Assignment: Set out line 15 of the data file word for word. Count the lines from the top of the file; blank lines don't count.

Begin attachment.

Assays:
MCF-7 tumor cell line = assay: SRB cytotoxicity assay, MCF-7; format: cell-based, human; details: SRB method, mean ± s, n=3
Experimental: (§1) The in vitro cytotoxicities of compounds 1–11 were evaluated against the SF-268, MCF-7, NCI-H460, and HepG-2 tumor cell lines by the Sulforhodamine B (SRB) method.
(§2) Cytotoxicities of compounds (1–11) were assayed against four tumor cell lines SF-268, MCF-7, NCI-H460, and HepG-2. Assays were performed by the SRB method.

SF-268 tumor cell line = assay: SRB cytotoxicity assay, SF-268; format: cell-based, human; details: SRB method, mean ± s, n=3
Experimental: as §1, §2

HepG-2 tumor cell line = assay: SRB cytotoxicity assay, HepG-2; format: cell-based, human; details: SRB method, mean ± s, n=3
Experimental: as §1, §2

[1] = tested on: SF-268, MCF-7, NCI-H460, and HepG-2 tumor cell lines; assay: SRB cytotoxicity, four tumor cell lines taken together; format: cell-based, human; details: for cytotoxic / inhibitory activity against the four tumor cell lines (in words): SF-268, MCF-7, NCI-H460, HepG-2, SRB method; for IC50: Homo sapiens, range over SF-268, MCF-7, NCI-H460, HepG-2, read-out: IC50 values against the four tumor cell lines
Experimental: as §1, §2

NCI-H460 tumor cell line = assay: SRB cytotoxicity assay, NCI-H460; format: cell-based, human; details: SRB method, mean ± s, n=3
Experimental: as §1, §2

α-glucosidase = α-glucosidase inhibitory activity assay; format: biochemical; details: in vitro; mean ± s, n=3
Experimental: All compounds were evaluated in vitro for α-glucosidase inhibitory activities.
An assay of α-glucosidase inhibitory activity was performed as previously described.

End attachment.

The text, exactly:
An assay of α-glucosidase inhibitory activity was performed as previously described.